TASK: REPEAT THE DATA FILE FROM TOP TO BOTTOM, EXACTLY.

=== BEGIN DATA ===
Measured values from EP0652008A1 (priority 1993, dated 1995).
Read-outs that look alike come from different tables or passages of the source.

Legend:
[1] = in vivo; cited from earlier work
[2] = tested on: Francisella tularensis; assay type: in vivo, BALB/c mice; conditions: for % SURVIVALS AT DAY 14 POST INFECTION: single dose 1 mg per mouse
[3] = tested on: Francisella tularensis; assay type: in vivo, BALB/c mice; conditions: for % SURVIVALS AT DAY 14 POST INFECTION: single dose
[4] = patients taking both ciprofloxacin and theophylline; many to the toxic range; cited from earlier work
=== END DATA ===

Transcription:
Measured values from EP0652008A1 (priority 1993, dated 1995).
Read-outs that look alike come from different tables or passages of the source.

Legend:
[1] = in vivo; cited from earlier work
[2] = tested on: Francisella tularensis; assay type: in vivo, BALB/c mice; conditions: for % SURVIVALS AT DAY 14 POST INFECTION: single dose 1 mg per mouse
[3] = tested on: Francisella tularensis; assay type: in vivo, BALB/c mice; conditions: for % SURVIVALS AT DAY 14 POST INFECTION: single dose
[4] = patients taking both ciprofloxacin and theophylline; many to the toxic range; cited from earlier work